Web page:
“I am wondering if there is a typographical error in  last week’s ‘Capture Go’ story, when Mr. Jayaraman says, ‘We call the game we teach go, not Capture Go.’ Surely the organizers are going to call their game ‘Capture Go’ or better still, as Yasuda-sensei calls it, ‘The Capture Game’.  I have taught ‘The Capture Game’ as part of my Go curriculum for years and can readily attest to the importance of clearly differentiating between the goals of the two games.  After learning to play capture, most of my students consistently need to be refocused on capturing territory, rather than just stones.Thanks for your help in setting one or more of us straight on this issue.”
Jayaraman responds:

“Our curriculum is meant to serve less as an introduction to regulation go than as an in-depth introduction to the underlying principles of the game. These include the basic rules of stone placement, liberties (which we call ‘escape routes”‘, and capturing, as well as the traditions of the game like etiquette, problem study, and history. Capture Go is especially  well-suited for this purpose. Capture Go is an accessible and engaging short-form version of go, anyone can learn its simple rule-set, and it has enough innate complexity to be challenging to any age group.

“Our use of the term ‘go’ is also rooted in some practical considerations. Our program is primarily focused on equipping teachers with no prior knowledge of go with the skills, supplies, and support to be able to introduce their students to the game. In many cases these classes may be the only time they ever hear of the game. For those whose interest in regular go is sparked, however, they and their families will be familiar enough with the game to seek out more information about it, and hopefully utilize the existing resources in our community, like the Memphis Go Club or the introductory regulation go workshops the Confucius Institute at the University of Memphis offers.  For these students who pursue it, the precise name of the specific rule variation that first set them on the path of go will probably be inconsequential.

“Our curriculum’s primary purpose is to develop the critical thinking, problem solving, and collaborative communication skills of the students our instructors reach. Our secondary purpose is introduce go to the widest possible audience, and in doing so instill in these students an experiential understanding of Asian culture. Fostering public interest through Capture Go is important for the go community as a whole, and we hope that our ideas create some ‘aji’ for further discussion and development.”

 

Our curriculum is meant to serve less as an introduction to regulation go than as an in-depth introduction to the underlying principles of the game. These include the basic rules of stone placement, liberties (which we call “escape routes”), and capturing, as well as the traditions of the game like etiquette, problem study, and history. Capture Go is especially  well-suited for this purpose. Capture Go is an accessible and engaging short-form version of go, anyone can learn its simple rule-set, and it has enough innate complexity to be challenging to any age group.

Our use of the term “go” is also rooted in some practical considerations. Our program is primarily focused on equipping teachers with no prior knowledge of go with the skills, supplies, and support to be able to introduce their students to the game. In many cases these classes may be the only time they ever hear of the game. For those whose interest in regular go is sparked, however, they and their families will be familiar enough with the game to seek out more information about it, and hopefully utilize the existing resources in our community, like the Memphis Go Club or the introductory regulation go workshops the CIUM offers.  For these students who pursue it, the precise name of the specific rule variation that first set them on the path of go will probably be inconsequential.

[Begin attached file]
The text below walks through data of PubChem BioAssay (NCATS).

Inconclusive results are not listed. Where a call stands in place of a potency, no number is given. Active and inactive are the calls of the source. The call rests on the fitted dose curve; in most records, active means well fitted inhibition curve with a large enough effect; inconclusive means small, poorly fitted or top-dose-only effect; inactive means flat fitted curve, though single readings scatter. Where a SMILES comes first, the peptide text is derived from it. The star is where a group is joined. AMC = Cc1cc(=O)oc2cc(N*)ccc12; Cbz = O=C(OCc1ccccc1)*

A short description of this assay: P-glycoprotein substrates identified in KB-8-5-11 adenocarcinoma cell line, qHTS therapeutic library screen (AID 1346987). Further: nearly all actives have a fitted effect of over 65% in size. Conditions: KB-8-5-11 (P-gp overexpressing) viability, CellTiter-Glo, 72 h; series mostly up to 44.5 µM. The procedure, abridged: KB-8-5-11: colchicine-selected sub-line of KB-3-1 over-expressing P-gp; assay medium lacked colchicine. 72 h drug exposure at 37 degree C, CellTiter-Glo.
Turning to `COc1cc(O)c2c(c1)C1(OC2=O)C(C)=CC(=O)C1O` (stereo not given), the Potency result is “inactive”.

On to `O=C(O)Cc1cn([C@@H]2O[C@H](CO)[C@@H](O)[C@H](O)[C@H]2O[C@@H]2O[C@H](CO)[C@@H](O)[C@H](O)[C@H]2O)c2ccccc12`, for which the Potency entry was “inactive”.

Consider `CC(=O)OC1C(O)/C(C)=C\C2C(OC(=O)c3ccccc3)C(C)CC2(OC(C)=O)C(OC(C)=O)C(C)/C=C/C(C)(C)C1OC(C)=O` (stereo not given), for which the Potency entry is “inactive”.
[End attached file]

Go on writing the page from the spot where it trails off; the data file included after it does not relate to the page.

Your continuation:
Our curriculum’s primary purpose is to develop the critical thinking, problem solving, and collaborative communication skills of the students our instructors reach. Our secondary purpose is introduce go to the widest possible audience, and in doing so instill in these students an experiential understanding of Asian culture. Fostering public interest through Capture Go is important for the go community as a whole, and we hope that our ideas serve as “aji” for further discussion and development.

 

via American Go E-Journal http://www.usgo.org/news/2013/10/reader-feedback-on-capture-go/

Cotsen Open Today in LA; Still Time to Play or Watch Live on KGS

The food truck and masseuses are confirmed, the boards and clocks have been set up and the Koreans professionals await the arrival of players at the 2013 Cotsen Open in Los Angeles, CA today, one of the most competitive tournaments outside the annual U.S. Go Congress. Registration opens at 8a sharp at the Korean Cultural Center (5505 Wilshire Blvd) and walk-ins are welcome to compete for thousands in individual and club prizes. The tournament fee is completely refundable for players attending both days (three rounds Saturday and two rounds Sunday), and the lunches are free both Saturday and Sunday. For those unable to attend, follow the top-board action LIVE on KGS as the American Go E-Journal team broadcasts games on the USGO accounts, and look for updates on the AGA website as well as in daily EJ updates. photo: setting up Friday at the Cotsen; report/photo by Chris Garlock

via American Go E-Journal http://www.usgo.org/news/2013/10/cotsen-open-today-in-la-still-time-to-play-or-watch-live-on-kgs/

Go Spotting: Distinguishing Between Skill and Luck on LinkedIn

“How often do you gamble on behalf of your company?” wonders Bill Pieroni, Global Chief Operating Officer at Marsh in his October 11 post on LinkedIn. “It probably occurs more often than you think. The outcomes of most actions are often dependent on a combination of skill and luck. Skill involves impacting the outcome in a purposeful and measurable way. Luck dominates when an outcome is based on random, uncontrollable factors. It is useful to think about skill and luck on a continuum. For example, Wéiqí, a game of strategy, is dominated by skill, while winning the lottery is based on luck.”

via American Go E-Journal http://www.usgo.org/news/2013/10/go-spotting-distinguishing-between-skill-and-luck-on-linkedin/